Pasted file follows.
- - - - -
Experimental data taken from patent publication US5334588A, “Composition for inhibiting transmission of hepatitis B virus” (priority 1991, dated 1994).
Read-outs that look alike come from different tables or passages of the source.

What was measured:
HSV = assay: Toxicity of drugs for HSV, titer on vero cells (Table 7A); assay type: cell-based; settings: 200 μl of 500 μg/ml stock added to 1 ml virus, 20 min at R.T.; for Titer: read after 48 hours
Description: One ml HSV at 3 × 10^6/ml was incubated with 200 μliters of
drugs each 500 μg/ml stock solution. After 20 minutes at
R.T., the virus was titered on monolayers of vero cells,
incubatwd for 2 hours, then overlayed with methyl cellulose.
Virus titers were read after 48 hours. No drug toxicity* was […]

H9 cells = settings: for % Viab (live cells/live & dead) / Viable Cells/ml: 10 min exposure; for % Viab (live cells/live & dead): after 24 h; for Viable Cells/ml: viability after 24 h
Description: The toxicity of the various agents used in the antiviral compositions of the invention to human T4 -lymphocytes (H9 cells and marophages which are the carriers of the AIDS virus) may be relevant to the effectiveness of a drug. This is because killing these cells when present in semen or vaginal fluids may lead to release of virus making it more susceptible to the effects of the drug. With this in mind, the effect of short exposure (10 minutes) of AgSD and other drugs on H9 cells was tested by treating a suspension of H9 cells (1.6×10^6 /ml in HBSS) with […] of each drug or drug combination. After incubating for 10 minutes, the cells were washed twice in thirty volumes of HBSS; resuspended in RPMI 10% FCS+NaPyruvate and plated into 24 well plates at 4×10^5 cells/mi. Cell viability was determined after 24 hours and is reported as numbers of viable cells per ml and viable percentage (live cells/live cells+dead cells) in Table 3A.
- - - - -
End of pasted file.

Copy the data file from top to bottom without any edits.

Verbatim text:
Experimental data taken from patent publication US5334588A, “Composition for inhibiting transmission of hepatitis B virus” (priority 1991, dated 1994).
Read-outs that look alike come from different tables or passages of the source.

What was measured:
HSV = assay: Toxicity of drugs for HSV, titer on vero cells (Table 7A); assay type: cell-based; settings: 200 μl of 500 μg/ml stock added to 1 ml virus, 20 min at R.T.; for Titer: read after 48 hours
Description: One ml HSV at 3 × 10^6/ml was incubated with 200 μliters of
drugs each 500 μg/ml stock solution. After 20 minutes at
R.T., the virus was titered on monolayers of vero cells,
incubatwd for 2 hours, then overlayed with methyl cellulose.
Virus titers were read after 48 hours. No drug toxicity* was […]

H9 cells = settings: for % Viab (live cells/live & dead) / Viable Cells/ml: 10 min exposure; for % Viab (live cells/live & dead): after 24 h; for Viable Cells/ml: viability after 24 h
Description: The toxicity of the various agents used in the antiviral compositions of the invention to human T4 -lymphocytes (H9 cells and marophages which are the carriers of the AIDS virus) may be relevant to the effectiveness of a drug. This is because killing these cells when present in semen or vaginal fluids may lead to release of virus making it more susceptible to the effects of the drug. With this in mind, the effect of short exposure (10 minutes) of AgSD and other drugs on H9 cells was tested by treating a suspension of H9 cells (1.6×10^6 /ml in HBSS) with […] of each drug or drug combination. After incubating for 10 minutes, the cells were washed twice in thirty volumes of HBSS; resuspended in RPMI 10% FCS+NaPyruvate and plated into 24 well plates at 4×10^5 cells/mi. Cell viability was determined after 24 hours and is reported as numbers of viable cells per ml and viable percentage (live cells/live cells+dead cells) in Table 3A.